Cordoba (Brianna Tong / Eric Novak / Cam Cunningham / Zach Bain-Selbo / Khalyle Hagood / Zach Upton-Davis):
Specter (Amalgam)

Combining elements of neo-soul, jazz fusion and hip hop, the Cordoba genre-bending sextet from Chicago use their warm, slightly off-center grooves to present vocalist Brianna Tong's articulate lyrics that observe and reflect on the state of world, the band's arrangements extended on five songs with the Latin America-influenced Kaia String Quartet. ... Click to View


Michael Pisaro-Liu :
Two Scrolls From Western Australia (Edition Wandelweiser Records)

Composer Michael Pisaro-Liu asked guitarist Jameson Feakes and saxophonist Josten Myburgh to each select a location in Western Australia and make a set of field recordings at different times of day, providing the basis for a musical scroll akin to Chinese scroll paintings, each musician then a poetic character placed into the virtual landscape of their recordings. ... Click to View



  •  •  •     Join Our Mailing List!



The Squid's Ear
Facebook: Squidco Sales

Instrumentals
We've asked a number of musicians to write about their instruments of choice, taking a view that is either personal, historical or, in some cases, just unusual. The results are to be found in these pages.


  The Accordion (& the Outsider)  


By Pauline Oliveros 2004-04-26
The Accordion (& the Outsider) By Pauline Oliveros


[Photo: Gisela Gamper - seehearnow.org]
Calling All Accordions! If there is an accordion in your attic, basement or closet why not get it out and let it breathe with you? Accordions are good friends and get lonely sitting around unused! They want to be played just like any other good instrument.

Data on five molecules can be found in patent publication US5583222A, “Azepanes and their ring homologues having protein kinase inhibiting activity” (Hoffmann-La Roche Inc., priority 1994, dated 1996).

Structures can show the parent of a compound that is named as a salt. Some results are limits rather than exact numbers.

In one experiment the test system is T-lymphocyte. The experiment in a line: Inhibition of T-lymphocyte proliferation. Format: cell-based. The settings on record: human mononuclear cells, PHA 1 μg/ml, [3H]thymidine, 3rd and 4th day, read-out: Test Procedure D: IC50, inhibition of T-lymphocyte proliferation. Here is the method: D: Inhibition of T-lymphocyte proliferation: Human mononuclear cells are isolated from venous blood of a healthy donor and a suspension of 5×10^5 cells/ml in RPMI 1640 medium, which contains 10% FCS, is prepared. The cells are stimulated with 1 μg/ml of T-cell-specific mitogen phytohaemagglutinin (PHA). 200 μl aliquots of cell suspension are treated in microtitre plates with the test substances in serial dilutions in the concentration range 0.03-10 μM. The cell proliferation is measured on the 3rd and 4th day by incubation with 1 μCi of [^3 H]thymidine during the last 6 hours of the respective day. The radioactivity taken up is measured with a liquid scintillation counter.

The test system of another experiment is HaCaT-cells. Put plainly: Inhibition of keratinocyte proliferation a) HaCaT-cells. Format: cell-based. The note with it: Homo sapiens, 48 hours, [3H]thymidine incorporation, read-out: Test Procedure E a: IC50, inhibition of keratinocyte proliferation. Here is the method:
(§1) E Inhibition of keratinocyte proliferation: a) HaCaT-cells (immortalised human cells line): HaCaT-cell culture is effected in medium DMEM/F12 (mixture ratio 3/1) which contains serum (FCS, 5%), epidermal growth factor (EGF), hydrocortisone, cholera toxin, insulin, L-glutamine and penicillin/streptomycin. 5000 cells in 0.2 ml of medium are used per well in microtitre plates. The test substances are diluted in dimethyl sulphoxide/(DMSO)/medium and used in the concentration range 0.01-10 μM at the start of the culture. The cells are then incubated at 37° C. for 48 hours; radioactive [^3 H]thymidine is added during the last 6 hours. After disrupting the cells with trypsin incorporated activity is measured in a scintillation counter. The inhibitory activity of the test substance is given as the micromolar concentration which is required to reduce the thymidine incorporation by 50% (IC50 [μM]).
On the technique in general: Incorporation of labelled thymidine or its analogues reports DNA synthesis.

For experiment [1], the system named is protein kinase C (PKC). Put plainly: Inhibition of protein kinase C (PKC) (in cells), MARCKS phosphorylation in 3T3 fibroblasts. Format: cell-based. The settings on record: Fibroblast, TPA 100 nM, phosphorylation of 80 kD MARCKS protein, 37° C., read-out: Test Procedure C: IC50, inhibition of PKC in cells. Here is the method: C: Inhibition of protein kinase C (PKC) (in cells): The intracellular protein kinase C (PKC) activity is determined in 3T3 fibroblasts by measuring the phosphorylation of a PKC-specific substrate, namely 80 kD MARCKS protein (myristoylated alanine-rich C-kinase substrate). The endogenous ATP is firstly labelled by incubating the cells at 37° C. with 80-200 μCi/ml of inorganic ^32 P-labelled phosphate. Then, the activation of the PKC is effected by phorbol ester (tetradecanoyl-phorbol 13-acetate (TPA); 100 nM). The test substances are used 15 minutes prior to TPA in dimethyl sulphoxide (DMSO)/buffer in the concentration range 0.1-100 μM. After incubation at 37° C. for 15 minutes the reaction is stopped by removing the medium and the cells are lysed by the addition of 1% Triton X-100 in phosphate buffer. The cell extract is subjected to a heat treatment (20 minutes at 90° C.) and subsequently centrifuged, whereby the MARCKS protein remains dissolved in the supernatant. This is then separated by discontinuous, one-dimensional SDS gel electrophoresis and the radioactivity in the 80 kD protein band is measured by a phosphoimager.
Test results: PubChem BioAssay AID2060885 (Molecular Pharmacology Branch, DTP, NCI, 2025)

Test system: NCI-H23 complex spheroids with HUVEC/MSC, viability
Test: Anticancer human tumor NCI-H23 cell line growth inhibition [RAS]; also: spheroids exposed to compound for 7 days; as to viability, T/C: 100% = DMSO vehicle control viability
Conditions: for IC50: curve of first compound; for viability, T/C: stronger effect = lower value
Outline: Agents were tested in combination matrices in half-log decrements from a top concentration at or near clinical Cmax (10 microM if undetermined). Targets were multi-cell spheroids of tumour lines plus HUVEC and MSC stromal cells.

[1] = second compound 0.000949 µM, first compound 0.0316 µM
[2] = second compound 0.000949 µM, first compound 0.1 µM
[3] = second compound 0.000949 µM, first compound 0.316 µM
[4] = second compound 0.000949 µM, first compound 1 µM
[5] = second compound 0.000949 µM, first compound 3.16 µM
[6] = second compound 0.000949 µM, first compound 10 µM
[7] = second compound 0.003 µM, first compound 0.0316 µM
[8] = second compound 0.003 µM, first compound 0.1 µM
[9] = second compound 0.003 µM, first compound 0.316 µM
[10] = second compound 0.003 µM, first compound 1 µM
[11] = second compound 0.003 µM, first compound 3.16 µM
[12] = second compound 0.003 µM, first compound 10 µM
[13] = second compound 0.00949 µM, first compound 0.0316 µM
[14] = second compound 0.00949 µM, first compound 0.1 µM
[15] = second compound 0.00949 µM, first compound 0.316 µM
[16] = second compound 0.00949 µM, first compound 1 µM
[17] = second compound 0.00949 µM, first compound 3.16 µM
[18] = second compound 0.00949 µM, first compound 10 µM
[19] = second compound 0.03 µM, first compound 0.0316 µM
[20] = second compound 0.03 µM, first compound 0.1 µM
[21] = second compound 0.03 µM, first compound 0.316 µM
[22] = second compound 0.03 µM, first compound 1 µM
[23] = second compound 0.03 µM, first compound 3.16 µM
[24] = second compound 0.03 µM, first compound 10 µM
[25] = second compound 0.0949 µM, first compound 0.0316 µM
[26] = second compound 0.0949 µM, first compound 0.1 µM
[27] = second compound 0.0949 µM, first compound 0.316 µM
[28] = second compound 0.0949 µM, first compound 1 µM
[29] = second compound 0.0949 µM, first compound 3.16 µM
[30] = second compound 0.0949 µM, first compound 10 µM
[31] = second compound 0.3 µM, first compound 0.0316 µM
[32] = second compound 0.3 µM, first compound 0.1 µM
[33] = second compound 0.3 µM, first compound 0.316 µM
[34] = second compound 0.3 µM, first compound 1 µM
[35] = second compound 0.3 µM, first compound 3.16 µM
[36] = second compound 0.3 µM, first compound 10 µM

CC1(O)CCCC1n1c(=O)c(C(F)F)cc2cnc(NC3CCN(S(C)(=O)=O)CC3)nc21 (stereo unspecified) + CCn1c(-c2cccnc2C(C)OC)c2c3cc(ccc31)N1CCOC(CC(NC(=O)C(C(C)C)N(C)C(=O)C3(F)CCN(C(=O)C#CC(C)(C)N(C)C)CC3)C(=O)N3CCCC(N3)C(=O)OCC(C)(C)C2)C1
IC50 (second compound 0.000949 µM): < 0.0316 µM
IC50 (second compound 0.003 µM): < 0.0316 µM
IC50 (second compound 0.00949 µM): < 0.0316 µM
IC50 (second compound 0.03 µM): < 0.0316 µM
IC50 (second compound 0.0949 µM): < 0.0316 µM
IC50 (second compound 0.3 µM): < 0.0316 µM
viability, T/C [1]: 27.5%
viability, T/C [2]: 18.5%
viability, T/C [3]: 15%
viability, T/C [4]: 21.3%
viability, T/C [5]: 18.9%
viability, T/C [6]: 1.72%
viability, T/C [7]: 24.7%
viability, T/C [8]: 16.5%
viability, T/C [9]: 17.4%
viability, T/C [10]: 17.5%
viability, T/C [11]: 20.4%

Get the accordion out of its isolation, put it on and just depress the air button. Let the air go through as you pull and push the bellows in a smooth arc and just listen to the air. This is the breath of the instrument. Let your own breath join with the accordion.

After the breathing duet gently depress a button or a key (just one or the other at first) and listen to the tone join the breathing.

Here is a piece that I wrote for myself to explore breathing with the accordion:

Horse Sings From Cloud
For solo or ensemble

Hold a tone until you no longer desire to change it.
When you no longer desire to change the tone then change it.

Pauline Oliveros – 1979
© Copyright Deep Listening Publications 1979

I have played the accordion for more than sixty years. I consider my accordion to be an amplification of my breath. The ancestor of the accordion the 4,000-year-old Chinese sheng (mouth organ) is breath-driven with a mouthpiece attached to a gourd resonator with free metal reeds vibrating inside of vertical bamboo pipes fixed into the gourd. There are finger holes in the gourd for changing pitches. The fingers pick up vibration from the gourd. The sheng is a beautifully integrated instrument for breath and touch.

http://www.musicofchina.com/sheng.html

The accordion (invented in 1840 in Vienna) with its keyboard/buttons and bellows remove the reeds from direct human breath, but its still a wind instrument with air-driven free reeds. The keys, when pressed, open valves that let the bellows blow air through the reeds to cause them to vibrate. I synchronize my breath with the air in the bellows as the reeds come to life and sound.

http://www.accordions.com/index/his/his_inv_dev.shtml

Playing the accordion has influenced my interest in breath-oriented music - that is pieces that are shaped by breath-like rhythms that flow organically as illustrated by Horse Sings From Cloud.

The instrument also lends itself very well to sharp articulations or accents so that dance rhythms and polyrhythms found in conjunto and tango are natural to the accordion as well.

I started learning accordion when I was nine years old. I was fascinated when my piano playing mother brought one home to learn in order to increase her earning power. Accordion was very popular in the 1940s. There were very large accordion schools in Houston Texas, where I was born in 1932.

I quickly learned the basics of music with melody with bass and chord accompaniment. I soon could play many tunes - especially World War II songs like "Coming in on a Wing and a Prayer" or "White Cliffs of Dover" and many others.